Chanco Ladies FC: Challenging Sporting Stereotypes

November 2, 2016   Chanco Bulletin
Chanco Ladies FC
In a move that can be seen as a challenge to social gender barriers, the Chanco Ladies Soccer Team continues to grow from stride to stride. Their most recent success was registered on Saturday, October 25, 2016, when the ladies traveled all the way down to Mangochi, where they tussled with Lisumbwi Girls Football Team. The Chirunga ladies left the football pitch tired, sweaty, but smiling, having won 2-0 against their opponents.

One would think the existence of Chancellor College Football Club has been kept a secret, since the team rarely receives the same sort of publicity that teams in men’s football and basketball usually do. In part, this is due to misconceptions that exist among some people around Chirunga. In actual fact, ladies soccer has been part of Chancellor College students’ sports activities for a very long time, over ten years. Tumbikani Njikho, the captain of the ladies team, explains that the team has sometimes faced challenges from other female students, who fear that if they play football, their bodies will begin to develop masculine features. “This is not necessarily the case,” explains Tumbi, “Besides, in addition to the fitness, the training sessions and games give us an opportunity to interact in an informal way. Through the games, we are building relationships that will last for a long time. I would encourage ladies in all the disciplines – from first year to fourth year – to join the club. It is totally free, and can help to provide relaxation after the mental strain in the classroom.” Currently, there are around 27 female students registered in the club.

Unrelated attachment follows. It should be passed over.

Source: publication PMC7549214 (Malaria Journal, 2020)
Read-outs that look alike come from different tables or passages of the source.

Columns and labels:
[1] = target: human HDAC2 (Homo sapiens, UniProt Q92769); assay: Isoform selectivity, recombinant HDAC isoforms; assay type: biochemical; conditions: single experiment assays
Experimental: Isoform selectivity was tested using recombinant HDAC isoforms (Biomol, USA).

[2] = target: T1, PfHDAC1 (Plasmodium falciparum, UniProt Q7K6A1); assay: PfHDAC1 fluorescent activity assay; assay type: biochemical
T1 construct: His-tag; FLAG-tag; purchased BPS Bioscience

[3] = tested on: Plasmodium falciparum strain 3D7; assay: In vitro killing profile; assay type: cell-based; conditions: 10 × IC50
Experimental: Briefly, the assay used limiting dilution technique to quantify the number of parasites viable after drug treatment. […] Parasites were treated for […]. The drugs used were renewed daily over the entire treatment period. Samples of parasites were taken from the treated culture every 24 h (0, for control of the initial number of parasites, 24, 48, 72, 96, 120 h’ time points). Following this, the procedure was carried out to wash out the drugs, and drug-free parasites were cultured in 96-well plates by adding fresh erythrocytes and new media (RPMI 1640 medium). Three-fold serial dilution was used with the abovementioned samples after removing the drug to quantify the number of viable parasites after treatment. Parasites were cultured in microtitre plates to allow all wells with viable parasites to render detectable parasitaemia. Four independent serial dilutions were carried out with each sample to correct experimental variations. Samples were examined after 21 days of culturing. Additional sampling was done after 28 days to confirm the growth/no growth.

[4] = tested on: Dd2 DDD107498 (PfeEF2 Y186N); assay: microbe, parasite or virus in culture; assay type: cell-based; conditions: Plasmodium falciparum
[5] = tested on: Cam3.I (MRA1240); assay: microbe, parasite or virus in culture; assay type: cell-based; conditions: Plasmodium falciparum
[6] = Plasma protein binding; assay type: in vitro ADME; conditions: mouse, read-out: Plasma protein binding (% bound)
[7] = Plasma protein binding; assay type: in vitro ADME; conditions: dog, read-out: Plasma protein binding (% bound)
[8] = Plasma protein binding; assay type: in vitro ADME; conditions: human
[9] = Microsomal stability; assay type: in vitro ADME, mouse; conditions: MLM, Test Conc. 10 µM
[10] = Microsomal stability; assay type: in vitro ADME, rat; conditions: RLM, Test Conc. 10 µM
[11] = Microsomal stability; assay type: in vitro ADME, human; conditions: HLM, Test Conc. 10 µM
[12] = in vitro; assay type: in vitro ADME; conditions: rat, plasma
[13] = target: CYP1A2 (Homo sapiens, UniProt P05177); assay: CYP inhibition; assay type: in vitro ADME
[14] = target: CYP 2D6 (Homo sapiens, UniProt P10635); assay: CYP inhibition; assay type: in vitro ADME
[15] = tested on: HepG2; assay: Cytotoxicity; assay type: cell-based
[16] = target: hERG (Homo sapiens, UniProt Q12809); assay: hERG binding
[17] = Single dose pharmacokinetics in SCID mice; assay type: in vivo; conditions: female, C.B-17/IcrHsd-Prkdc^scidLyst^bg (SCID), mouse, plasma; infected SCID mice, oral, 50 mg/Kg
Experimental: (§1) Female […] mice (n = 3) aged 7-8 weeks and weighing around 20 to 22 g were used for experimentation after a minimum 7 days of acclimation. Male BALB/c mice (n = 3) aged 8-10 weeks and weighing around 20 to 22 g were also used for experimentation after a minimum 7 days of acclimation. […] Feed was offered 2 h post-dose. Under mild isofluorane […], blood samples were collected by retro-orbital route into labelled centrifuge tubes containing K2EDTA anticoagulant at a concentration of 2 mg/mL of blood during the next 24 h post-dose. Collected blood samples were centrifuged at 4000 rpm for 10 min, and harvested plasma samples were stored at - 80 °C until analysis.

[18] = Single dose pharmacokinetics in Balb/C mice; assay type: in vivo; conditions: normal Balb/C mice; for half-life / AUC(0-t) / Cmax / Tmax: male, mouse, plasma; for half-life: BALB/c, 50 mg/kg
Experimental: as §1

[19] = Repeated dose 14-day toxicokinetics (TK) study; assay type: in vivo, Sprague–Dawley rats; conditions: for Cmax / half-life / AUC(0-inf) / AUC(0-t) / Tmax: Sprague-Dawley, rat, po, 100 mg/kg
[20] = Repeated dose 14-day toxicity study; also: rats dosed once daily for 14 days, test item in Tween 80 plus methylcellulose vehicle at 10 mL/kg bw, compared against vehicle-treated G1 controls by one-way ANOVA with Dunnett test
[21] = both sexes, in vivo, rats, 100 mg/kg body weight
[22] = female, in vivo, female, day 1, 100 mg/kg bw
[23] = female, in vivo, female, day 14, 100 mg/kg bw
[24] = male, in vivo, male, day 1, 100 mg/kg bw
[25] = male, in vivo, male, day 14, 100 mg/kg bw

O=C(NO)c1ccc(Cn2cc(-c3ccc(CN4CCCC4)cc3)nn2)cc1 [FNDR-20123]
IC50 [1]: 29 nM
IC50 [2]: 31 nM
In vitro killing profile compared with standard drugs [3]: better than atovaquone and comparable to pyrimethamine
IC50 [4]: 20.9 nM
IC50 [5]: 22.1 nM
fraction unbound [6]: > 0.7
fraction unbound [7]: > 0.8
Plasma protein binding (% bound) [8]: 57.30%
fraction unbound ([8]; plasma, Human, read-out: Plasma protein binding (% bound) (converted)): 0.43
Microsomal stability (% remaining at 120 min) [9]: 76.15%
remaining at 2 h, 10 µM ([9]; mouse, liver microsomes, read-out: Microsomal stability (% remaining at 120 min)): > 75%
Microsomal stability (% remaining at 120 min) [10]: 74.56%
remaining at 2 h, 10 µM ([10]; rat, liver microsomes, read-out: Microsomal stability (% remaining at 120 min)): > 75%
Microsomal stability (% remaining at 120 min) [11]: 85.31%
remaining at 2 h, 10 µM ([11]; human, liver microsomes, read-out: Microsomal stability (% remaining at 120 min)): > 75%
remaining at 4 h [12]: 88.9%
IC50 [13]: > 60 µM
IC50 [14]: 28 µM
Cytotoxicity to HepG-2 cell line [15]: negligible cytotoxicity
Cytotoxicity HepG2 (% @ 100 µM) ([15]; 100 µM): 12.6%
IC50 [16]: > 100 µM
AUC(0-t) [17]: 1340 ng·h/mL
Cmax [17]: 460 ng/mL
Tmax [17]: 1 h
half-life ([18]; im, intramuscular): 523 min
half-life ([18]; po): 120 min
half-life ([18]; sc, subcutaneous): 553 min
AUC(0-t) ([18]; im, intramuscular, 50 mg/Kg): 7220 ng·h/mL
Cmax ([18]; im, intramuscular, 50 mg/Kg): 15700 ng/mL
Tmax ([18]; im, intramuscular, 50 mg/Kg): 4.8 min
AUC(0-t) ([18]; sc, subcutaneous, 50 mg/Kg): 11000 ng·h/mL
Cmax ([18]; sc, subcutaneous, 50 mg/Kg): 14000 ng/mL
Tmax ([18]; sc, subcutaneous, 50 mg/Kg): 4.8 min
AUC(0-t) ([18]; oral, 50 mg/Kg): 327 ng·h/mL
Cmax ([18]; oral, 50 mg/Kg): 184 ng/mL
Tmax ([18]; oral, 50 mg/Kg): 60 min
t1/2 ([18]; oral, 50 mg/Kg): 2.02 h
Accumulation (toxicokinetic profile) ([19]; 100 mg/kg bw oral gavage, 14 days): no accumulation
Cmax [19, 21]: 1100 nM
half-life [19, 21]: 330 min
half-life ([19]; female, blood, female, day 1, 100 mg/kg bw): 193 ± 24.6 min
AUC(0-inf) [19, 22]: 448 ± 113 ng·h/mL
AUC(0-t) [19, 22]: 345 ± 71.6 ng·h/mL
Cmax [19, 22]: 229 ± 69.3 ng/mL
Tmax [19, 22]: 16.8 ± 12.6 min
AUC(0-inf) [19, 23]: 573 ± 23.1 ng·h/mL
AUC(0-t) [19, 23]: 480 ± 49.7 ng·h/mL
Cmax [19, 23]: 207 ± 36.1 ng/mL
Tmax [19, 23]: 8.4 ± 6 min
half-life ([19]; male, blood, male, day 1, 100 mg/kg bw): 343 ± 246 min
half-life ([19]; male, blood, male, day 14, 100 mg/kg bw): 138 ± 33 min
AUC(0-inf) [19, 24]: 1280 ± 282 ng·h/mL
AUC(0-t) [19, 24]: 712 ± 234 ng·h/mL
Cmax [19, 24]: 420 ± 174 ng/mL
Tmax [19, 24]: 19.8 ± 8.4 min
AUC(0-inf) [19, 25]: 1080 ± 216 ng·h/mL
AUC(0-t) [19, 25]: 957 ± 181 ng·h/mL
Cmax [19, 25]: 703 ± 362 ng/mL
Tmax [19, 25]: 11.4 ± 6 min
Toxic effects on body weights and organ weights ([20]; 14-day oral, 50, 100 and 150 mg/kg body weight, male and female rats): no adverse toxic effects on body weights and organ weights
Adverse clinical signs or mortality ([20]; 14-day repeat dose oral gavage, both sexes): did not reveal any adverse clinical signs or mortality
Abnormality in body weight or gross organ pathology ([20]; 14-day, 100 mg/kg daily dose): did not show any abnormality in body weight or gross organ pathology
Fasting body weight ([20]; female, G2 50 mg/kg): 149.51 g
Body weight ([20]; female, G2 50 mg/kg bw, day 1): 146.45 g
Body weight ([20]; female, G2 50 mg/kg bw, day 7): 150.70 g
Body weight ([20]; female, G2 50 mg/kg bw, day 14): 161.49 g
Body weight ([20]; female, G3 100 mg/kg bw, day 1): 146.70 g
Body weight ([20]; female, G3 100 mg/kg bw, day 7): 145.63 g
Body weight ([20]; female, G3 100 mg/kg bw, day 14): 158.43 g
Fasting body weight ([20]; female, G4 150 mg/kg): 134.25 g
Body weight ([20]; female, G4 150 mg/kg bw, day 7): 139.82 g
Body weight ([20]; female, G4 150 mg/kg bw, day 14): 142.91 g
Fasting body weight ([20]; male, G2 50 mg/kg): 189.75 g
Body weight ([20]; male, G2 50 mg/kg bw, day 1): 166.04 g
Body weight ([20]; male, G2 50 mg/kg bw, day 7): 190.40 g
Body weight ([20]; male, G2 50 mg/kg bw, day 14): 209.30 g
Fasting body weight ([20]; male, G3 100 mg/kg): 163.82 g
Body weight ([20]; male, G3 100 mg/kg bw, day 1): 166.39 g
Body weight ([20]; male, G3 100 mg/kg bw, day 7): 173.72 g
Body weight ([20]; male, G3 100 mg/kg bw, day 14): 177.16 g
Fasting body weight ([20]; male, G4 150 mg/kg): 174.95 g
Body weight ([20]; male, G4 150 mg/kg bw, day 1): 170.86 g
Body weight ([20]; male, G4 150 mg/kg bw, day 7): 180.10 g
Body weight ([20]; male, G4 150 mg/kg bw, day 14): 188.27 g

Students at Chancellor College are encouraged to take part in the various sporting activities that are on offer. Although the Chanco Ladies football team receives support from the college administration, in the form of transport and registering in leagues, they have observed that there is still some reluctance to take ladies soccer seriously. This reluctance is evident in the failure to procure training kits for the ladies. As a result, they have to borrow the training kits that are used by the men’s football team, in addition to using their own shoes (they have no football boots). Fortunately, the team has been receiving support from their male counterparts, who often join them in the training, and offer coaching advice. These include Admore Chirwa, the team manager for the club.

At the moment, the team is facing some challenges, among which is the difficulty in finding space for their training. In previous years, the training was held at Chamtunga ground. However, with the construction of science laboratories at the ground, the ladies have had to relocate to an impromptu ground behind the Fine and Performing Arts department. 

Chancellor College Aerial View